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Security

Data breach sees Woolworths gift cards leaked in email bungle

A case of mistaken emailing has allegedly seen details of AU$1.3 million worth of Woolworths gift cards leaked online, opening access to customers' details, purchase history and shopping credit.

Woolworths

Woolworths has been forced to cancel more than AU$1.3 million worth of gift cards after a massive data breach saw card details leaked in an email to customers.

The breach saw the details of thousands of Woolworths 'e-gift cards' mistakenly emailed out to customers, with details on purchase history as well as digital access to redeem the cards and spend the balance online.

The e-gift cards are purchasable online and act as an alternative to plastic gift cards sold in Woolworths' chain of stores -- including Big W, Caltex petrol stations and Woolworths supermarkets. The digital vouchers allow customers to shop online by entering an e-gift Card number and PIN at the online checkout, rather than details of a credit or debit card.

Fairfax Media reported that the data for 7,941 online cards was allegedly leaked to customers in an Excel spreadsheet, mistakenly sent to more than 1,000 Woolworths customers who had purchased the e-gift cards through a deal on the group buying site GroupOn. The spreadsheet included the names and email addresses of thousands of customers along with a link to download the details of the store vouchers, totalling AU$1,308,505 in store credit.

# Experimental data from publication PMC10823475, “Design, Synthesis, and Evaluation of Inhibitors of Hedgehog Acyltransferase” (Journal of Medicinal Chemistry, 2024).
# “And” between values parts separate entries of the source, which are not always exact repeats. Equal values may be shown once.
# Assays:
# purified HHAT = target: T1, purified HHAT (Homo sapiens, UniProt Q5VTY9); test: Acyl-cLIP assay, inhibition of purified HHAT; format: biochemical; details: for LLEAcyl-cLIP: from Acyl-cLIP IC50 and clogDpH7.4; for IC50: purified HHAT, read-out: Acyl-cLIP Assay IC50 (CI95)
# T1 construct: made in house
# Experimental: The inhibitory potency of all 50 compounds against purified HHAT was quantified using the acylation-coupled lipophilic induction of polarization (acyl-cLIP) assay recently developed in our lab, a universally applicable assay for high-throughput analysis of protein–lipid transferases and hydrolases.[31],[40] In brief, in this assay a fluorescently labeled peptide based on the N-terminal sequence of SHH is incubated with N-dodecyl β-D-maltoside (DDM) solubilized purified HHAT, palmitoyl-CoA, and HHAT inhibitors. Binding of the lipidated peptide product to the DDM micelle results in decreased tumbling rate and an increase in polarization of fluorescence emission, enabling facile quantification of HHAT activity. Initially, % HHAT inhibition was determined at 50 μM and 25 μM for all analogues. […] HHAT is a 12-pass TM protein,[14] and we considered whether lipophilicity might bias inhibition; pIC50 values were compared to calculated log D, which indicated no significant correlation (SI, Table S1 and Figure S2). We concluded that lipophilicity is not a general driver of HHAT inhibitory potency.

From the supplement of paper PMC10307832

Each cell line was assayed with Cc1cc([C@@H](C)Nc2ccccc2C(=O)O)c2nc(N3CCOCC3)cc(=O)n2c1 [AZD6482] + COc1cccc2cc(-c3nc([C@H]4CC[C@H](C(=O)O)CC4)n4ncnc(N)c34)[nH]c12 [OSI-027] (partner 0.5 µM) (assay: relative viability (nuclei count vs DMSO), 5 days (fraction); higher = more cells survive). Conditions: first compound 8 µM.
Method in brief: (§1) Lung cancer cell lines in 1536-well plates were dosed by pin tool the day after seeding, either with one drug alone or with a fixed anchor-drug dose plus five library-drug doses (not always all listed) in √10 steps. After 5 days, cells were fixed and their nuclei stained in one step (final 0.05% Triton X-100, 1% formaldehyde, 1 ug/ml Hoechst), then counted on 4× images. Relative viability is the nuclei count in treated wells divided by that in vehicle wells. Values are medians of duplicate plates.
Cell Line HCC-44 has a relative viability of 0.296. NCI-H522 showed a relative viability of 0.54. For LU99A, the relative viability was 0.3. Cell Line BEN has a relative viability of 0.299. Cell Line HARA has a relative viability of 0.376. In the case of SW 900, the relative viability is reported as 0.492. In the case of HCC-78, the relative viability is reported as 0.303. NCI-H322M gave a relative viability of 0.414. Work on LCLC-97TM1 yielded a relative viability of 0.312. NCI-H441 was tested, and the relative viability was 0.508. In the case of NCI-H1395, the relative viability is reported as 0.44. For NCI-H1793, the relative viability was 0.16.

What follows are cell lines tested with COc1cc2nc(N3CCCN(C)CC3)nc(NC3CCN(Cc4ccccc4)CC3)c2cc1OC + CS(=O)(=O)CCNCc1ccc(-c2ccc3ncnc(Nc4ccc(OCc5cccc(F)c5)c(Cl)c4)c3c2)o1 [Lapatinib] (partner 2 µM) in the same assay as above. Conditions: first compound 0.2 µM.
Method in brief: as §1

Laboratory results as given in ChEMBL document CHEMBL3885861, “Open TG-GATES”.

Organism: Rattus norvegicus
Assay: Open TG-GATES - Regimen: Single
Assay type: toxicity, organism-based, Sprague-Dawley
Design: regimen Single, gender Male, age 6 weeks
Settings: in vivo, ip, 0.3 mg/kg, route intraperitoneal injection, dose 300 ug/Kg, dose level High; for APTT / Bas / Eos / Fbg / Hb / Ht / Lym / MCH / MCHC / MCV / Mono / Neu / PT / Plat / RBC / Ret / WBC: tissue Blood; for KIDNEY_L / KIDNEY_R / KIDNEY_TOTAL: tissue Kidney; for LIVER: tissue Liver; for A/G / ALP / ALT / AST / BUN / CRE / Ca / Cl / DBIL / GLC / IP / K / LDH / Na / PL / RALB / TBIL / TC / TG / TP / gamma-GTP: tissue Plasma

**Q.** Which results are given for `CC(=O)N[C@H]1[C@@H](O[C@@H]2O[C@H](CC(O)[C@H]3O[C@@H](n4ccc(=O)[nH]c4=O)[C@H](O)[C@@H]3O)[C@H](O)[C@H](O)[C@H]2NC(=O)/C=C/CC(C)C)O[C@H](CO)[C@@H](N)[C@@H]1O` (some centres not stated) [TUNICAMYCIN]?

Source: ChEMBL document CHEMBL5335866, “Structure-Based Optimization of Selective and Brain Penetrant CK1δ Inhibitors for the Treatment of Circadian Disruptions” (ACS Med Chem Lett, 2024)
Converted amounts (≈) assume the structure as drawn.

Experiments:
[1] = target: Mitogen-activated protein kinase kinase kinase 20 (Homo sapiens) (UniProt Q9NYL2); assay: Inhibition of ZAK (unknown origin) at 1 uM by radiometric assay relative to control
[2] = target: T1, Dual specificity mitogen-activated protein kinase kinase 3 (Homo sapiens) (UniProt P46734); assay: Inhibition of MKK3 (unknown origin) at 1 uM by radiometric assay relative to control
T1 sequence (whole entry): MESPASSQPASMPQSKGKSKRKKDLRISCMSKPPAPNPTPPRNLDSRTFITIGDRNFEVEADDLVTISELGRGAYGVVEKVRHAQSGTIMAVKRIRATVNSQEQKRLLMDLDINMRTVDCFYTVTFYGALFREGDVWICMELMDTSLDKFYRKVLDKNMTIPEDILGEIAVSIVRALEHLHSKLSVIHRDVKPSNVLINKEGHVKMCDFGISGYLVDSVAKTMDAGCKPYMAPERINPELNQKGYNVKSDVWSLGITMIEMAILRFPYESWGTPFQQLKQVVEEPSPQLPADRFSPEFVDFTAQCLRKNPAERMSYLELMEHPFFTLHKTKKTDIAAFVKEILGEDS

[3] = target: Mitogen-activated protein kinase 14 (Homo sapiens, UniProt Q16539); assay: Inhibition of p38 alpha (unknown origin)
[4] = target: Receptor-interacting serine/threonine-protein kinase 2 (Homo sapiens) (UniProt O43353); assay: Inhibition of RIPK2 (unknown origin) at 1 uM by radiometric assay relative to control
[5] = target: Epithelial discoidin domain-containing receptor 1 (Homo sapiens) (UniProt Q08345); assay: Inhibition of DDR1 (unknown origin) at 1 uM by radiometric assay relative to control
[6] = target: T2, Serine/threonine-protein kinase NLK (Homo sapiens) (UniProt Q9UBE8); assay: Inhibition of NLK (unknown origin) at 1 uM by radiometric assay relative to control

While Woolworths normally sends customers a PDF document with redemption details once they have ordered an e-gift card, Fairfax reports that GroupOn customers instead received the excel spreadsheet, granting them to access to thousands more online vouchers.

While GroupOn was did not provide comment on the incident, CNET understands that the data breach occurred was caused by an issue at the Woolworths end of the chain.

For its part, Woolworths did not comment on the cause of the data breach or how many customers were affected, however a spokeswoman for the company provided the following statement:

Woolworths takes the concerns of its customers and data security seriously.

On Saturday we were alerted to a technical fault with an e-gift card offered to customers. These e-gift cards have been cancelled and affected customers have been provided with new e-gift cards for use in-store.

Woolworths apologises for the inconvenience this has caused our customers.

While GroupOn has run promotions on discounted Woolworths gift cards before, this appears to be the first time a data breach has impacted those buying through the site. Australia currently has no laws requiring companies to disclose data breaches affecting customers -- an issue that was thrown into stark relief after daily deals site Catch of the Day took three years to notify customers of a breach in their security.

Following this breach, Federal politicians stepped up calls to tighten disclosure laws, and the most recent news from Woolworths will no doubt bring the issue to the fore once more.